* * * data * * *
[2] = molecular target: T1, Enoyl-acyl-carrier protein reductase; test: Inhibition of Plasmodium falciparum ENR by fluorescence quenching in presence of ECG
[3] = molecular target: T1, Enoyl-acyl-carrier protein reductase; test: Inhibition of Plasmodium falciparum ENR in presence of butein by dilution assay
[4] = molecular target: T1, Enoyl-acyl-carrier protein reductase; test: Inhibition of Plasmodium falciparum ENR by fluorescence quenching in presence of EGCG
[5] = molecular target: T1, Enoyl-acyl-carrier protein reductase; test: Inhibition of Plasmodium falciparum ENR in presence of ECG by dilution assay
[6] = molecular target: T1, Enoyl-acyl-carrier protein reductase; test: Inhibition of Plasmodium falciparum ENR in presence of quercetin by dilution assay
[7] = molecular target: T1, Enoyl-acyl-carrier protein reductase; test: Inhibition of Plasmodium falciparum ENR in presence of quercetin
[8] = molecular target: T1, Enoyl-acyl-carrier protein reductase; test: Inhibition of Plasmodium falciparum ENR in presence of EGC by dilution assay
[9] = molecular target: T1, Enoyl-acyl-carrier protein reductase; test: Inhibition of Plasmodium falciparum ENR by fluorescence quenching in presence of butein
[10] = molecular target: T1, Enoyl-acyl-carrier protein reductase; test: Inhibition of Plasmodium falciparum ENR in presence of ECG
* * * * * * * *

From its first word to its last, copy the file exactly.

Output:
[2] = molecular target: T1, Enoyl-acyl-carrier protein reductase; test: Inhibition of Plasmodium falciparum ENR by fluorescence quenching in presence of ECG
[3] = molecular target: T1, Enoyl-acyl-carrier protein reductase; test: Inhibition of Plasmodium falciparum ENR in presence of butein by dilution assay
[4] = molecular target: T1, Enoyl-acyl-carrier protein reductase; test: Inhibition of Plasmodium falciparum ENR by fluorescence quenching in presence of EGCG
[5] = molecular target: T1, Enoyl-acyl-carrier protein reductase; test: Inhibition of Plasmodium falciparum ENR in presence of ECG by dilution assay
[6] = molecular target: T1, Enoyl-acyl-carrier protein reductase; test: Inhibition of Plasmodium falciparum ENR in presence of quercetin by dilution assay
[7] = molecular target: T1, Enoyl-acyl-carrier protein reductase; test: Inhibition of Plasmodium falciparum ENR in presence of quercetin
[8] = molecular target: T1, Enoyl-acyl-carrier protein reductase; test: Inhibition of Plasmodium falciparum ENR in presence of EGC by dilution assay
[9] = molecular target: T1, Enoyl-acyl-carrier protein reductase; test: Inhibition of Plasmodium falciparum ENR by fluorescence quenching in presence of butein
[10] = molecular target: T1, Enoyl-acyl-carrier protein reductase; test: Inhibition of Plasmodium falciparum ENR in presence of ECG